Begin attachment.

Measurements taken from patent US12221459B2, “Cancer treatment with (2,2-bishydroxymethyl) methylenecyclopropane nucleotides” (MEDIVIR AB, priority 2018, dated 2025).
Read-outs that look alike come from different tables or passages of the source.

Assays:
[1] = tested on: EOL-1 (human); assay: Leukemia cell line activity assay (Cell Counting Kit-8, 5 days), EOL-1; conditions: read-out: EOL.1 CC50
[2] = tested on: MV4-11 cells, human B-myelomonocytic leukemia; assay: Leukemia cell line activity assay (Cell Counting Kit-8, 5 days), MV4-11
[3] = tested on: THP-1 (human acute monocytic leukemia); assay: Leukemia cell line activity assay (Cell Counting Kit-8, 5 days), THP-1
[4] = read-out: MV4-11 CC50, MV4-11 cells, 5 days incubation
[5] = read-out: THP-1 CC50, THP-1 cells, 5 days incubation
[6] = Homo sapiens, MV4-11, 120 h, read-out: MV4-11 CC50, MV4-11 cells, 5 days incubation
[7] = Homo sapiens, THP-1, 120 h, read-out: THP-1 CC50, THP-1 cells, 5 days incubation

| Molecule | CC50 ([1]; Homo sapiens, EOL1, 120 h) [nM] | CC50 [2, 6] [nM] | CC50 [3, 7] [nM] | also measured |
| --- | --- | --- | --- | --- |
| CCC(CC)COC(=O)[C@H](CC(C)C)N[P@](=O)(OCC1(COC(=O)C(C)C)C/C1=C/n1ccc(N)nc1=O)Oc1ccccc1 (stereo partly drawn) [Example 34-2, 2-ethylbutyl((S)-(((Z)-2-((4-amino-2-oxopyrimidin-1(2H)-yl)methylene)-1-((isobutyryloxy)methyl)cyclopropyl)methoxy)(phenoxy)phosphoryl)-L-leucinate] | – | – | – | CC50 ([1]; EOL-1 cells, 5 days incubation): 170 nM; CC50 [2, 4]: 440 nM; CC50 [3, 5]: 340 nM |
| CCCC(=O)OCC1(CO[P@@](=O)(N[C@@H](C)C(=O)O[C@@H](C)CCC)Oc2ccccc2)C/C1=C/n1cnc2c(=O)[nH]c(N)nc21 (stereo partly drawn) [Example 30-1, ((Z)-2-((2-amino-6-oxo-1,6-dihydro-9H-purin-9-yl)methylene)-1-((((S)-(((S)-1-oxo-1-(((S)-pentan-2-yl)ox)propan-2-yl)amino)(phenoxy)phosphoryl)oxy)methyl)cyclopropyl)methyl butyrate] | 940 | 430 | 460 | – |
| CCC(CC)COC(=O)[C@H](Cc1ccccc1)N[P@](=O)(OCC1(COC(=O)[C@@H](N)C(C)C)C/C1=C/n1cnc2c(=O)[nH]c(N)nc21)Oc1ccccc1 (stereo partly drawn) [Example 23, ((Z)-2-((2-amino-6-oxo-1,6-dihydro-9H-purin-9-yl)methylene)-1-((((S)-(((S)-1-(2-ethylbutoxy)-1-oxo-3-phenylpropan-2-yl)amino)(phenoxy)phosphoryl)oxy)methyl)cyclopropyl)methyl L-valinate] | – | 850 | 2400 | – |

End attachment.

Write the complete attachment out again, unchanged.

Measurements taken from patent US12221459B2, “Cancer treatment with (2,2-bishydroxymethyl) methylenecyclopropane nucleotides” (MEDIVIR AB, priority 2018, dated 2025).
Read-outs that look alike come from different tables or passages of the source.

Assays:
[1] = tested on: EOL-1 (human); assay: Leukemia cell line activity assay (Cell Counting Kit-8, 5 days), EOL-1; conditions: read-out: EOL.1 CC50
[2] = tested on: MV4-11 cells, human B-myelomonocytic leukemia; assay: Leukemia cell line activity assay (Cell Counting Kit-8, 5 days), MV4-11
[3] = tested on: THP-1 (human acute monocytic leukemia); assay: Leukemia cell line activity assay (Cell Counting Kit-8, 5 days), THP-1
[4] = read-out: MV4-11 CC50, MV4-11 cells, 5 days incubation
[5] = read-out: THP-1 CC50, THP-1 cells, 5 days incubation
[6] = Homo sapiens, MV4-11, 120 h, read-out: MV4-11 CC50, MV4-11 cells, 5 days incubation
[7] = Homo sapiens, THP-1, 120 h, read-out: THP-1 CC50, THP-1 cells, 5 days incubation

| Molecule | CC50 ([1]; Homo sapiens, EOL1, 120 h) [nM] | CC50 [2, 6] [nM] | CC50 [3, 7] [nM] | also measured |
| --- | --- | --- | --- | --- |
| CCC(CC)COC(=O)[C@H](CC(C)C)N[P@](=O)(OCC1(COC(=O)C(C)C)C/C1=C/n1ccc(N)nc1=O)Oc1ccccc1 (stereo partly drawn) [Example 34-2, 2-ethylbutyl((S)-(((Z)-2-((4-amino-2-oxopyrimidin-1(2H)-yl)methylene)-1-((isobutyryloxy)methyl)cyclopropyl)methoxy)(phenoxy)phosphoryl)-L-leucinate] | – | – | – | CC50 ([1]; EOL-1 cells, 5 days incubation): 170 nM; CC50 [2, 4]: 440 nM; CC50 [3, 5]: 340 nM |
| CCCC(=O)OCC1(CO[P@@](=O)(N[C@@H](C)C(=O)O[C@@H](C)CCC)Oc2ccccc2)C/C1=C/n1cnc2c(=O)[nH]c(N)nc21 (stereo partly drawn) [Example 30-1, ((Z)-2-((2-amino-6-oxo-1,6-dihydro-9H-purin-9-yl)methylene)-1-((((S)-(((S)-1-oxo-1-(((S)-pentan-2-yl)ox)propan-2-yl)amino)(phenoxy)phosphoryl)oxy)methyl)cyclopropyl)methyl butyrate] | 940 | 430 | 460 | – |
| CCC(CC)COC(=O)[C@H](Cc1ccccc1)N[P@](=O)(OCC1(COC(=O)[C@@H](N)C(C)C)C/C1=C/n1cnc2c(=O)[nH]c(N)nc21)Oc1ccccc1 (stereo partly drawn) [Example 23, ((Z)-2-((2-amino-6-oxo-1,6-dihydro-9H-purin-9-yl)methylene)-1-((((S)-(((S)-1-(2-ethylbutoxy)-1-oxo-3-phenylpropan-2-yl)amino)(phenoxy)phosphoryl)oxy)methyl)cyclopropyl)methyl L-valinate] | – | 850 | 2400 | – |